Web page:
- The Huffington Post discusses a study showing how poor Canadians pay the highest marginal tax rates on income that pushes them over benefit thresholds. But it should be fairly obvious that the solution is to set up rational models for social programs which avoid counterproductive incentives - rather than following the C.D. Howe Institute's apparent preference to freeze them in place. And indeed, Jordon Cooper writes that strategies based on the principle of investing where it's needed most can go a long way in propelling citizens out of poverty for the long term.
- Alex Himelfarb sees inequality and detachment at the root of Canada's current lack of broad political engagement:
The research also shows that how governments design and deliver social and labour programs is key to achieving both greater trust and greater equality. In this age of austerity and tax cuts, many governments are doing exactly the wrong things, exacerbating inequality by undermining wages and weakening the programs that reduce inequality and alleviate its consequences, moving from universal to narrowly targeted approaches or starving the programs that the research shows make the biggest difference. What Rothstein’s work demonstrates is that universal programs – universal healthcare, childcare, education, income security, and access to justice, are the most effective by far in promoting equality and social trust. They are inclusive and not subject to arbitrary income cut offs and often degrading means-testing in which officials decide who’s in and who’s out. They bring people together across income and cultural differences. Because they belong to everyone, everyone has a stake in their quality.- Meanwhile, Andrew Rawnsley sees the need for the UK's political parties to do far more to build a genuine mass membership - a point which figures to apply in Canada as well.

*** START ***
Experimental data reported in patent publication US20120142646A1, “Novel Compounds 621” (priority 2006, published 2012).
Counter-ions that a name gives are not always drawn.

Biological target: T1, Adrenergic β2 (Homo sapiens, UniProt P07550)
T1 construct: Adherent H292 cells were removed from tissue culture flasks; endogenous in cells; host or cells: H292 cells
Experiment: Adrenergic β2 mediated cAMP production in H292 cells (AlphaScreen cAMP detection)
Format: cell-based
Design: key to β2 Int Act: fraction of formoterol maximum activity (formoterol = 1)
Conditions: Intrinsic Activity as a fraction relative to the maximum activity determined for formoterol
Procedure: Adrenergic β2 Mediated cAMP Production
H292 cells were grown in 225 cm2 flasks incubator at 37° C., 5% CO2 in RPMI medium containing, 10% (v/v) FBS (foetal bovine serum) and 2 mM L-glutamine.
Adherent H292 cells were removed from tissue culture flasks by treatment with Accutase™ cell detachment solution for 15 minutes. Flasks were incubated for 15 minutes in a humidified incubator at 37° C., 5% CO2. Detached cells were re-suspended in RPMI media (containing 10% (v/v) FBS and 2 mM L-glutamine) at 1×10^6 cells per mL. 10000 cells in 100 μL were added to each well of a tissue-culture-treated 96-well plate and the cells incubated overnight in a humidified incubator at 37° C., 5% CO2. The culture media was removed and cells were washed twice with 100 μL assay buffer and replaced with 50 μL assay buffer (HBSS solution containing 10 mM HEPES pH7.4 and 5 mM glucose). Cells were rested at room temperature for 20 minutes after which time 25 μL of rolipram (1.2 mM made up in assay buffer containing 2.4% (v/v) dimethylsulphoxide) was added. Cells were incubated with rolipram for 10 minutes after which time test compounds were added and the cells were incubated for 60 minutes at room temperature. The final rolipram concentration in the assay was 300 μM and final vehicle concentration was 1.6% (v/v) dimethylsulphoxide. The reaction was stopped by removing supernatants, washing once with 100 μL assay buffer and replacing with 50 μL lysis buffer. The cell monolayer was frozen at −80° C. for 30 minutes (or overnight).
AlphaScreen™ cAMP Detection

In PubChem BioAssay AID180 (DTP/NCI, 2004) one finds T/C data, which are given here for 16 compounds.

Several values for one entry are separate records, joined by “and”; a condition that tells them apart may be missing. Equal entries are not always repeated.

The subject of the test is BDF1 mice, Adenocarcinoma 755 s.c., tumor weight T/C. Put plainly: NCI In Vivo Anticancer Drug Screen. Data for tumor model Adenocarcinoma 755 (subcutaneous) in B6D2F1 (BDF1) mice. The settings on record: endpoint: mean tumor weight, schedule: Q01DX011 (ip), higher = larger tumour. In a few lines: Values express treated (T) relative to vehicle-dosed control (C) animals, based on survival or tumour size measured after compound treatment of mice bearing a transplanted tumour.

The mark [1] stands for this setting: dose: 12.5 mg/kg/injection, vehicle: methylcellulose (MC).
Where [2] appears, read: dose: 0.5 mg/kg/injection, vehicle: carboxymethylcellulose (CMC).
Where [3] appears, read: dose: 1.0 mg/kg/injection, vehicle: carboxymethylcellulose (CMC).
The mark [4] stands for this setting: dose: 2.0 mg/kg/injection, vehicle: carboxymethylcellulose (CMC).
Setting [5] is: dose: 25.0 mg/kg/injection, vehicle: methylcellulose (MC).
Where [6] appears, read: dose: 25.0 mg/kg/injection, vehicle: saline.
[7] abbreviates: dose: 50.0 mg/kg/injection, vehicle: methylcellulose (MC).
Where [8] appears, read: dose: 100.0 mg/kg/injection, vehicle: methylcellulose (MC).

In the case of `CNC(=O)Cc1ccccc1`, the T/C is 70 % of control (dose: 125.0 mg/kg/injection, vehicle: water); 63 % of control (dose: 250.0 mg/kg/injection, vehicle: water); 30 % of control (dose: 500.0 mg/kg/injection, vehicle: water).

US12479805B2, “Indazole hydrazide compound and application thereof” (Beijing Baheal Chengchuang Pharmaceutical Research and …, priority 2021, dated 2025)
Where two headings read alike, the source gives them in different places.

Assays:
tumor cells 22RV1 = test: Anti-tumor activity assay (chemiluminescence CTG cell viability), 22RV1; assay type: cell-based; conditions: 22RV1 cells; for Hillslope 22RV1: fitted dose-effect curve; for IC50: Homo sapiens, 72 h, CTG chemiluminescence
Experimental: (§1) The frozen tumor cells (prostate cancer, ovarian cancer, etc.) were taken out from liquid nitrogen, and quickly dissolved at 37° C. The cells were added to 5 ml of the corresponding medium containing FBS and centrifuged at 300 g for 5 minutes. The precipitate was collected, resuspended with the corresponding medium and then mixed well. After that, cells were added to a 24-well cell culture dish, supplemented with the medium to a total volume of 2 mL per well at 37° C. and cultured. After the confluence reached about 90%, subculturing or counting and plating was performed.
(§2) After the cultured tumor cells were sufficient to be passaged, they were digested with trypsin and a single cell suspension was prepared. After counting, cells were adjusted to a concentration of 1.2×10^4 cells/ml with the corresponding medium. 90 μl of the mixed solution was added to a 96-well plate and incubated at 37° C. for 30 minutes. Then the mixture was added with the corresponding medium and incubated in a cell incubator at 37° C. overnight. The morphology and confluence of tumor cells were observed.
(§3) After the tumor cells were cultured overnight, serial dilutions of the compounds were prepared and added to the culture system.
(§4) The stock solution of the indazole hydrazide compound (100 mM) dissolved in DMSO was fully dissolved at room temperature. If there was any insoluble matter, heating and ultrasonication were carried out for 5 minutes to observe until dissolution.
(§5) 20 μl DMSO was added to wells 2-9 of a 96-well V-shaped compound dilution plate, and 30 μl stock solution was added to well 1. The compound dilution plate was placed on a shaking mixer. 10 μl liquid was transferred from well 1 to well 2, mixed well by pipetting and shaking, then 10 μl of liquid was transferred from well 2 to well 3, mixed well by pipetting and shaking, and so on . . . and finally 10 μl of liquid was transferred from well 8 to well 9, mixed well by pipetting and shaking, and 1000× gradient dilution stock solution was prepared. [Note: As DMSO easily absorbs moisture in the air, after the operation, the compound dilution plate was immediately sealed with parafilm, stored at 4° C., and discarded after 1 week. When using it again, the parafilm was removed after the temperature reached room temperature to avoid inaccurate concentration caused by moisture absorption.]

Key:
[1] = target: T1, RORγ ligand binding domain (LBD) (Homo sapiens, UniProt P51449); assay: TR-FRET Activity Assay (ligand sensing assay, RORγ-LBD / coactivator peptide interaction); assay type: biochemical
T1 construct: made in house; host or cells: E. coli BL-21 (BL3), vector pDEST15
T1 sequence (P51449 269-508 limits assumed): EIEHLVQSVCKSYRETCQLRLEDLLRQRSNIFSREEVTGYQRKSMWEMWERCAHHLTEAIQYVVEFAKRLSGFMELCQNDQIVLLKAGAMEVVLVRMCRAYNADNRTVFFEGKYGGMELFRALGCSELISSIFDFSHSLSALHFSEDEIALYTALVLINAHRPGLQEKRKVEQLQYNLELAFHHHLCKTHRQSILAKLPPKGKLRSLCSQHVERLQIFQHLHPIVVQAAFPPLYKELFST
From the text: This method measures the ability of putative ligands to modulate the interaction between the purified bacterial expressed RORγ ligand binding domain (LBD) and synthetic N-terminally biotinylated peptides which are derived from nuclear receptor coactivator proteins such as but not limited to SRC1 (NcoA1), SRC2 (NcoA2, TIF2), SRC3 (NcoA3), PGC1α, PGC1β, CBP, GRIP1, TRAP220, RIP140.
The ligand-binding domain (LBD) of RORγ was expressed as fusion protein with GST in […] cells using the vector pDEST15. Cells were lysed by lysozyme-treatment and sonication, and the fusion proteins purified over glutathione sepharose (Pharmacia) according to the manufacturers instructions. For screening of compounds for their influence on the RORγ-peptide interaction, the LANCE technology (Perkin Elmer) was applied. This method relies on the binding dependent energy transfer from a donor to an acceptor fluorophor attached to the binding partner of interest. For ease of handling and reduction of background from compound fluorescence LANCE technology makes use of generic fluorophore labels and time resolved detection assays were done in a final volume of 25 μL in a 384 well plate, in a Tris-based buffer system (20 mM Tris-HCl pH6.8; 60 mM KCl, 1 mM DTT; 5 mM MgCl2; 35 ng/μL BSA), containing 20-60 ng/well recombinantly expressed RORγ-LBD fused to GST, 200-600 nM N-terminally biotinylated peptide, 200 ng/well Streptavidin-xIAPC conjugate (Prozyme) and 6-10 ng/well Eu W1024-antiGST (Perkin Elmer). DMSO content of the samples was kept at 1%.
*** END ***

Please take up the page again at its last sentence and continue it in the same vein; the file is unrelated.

In countries where social trust is low and inequality high, it is awfully hard to reverse direction. Even when people know what’s needed, there’s not enough trust to get it done. This is the classic social trap. Absent trust, people are not willing to pay the necessary taxes; each worries that they’re being ripped off by the other, those at the top effectively secede from society and those at the bottom withdraw believing that the game is rigged. It is almost impossible in those cases to imagine big new social programs or even strengthening existing ones. And so inequality and distrust grow; solutions seem increasingly out of reach.
- Finally, Murray Mandryk suspects that Stephen Harper has become his own worst enemy. And the NDP helpfully highlights the one and only way to stay off the Cons' enemies list.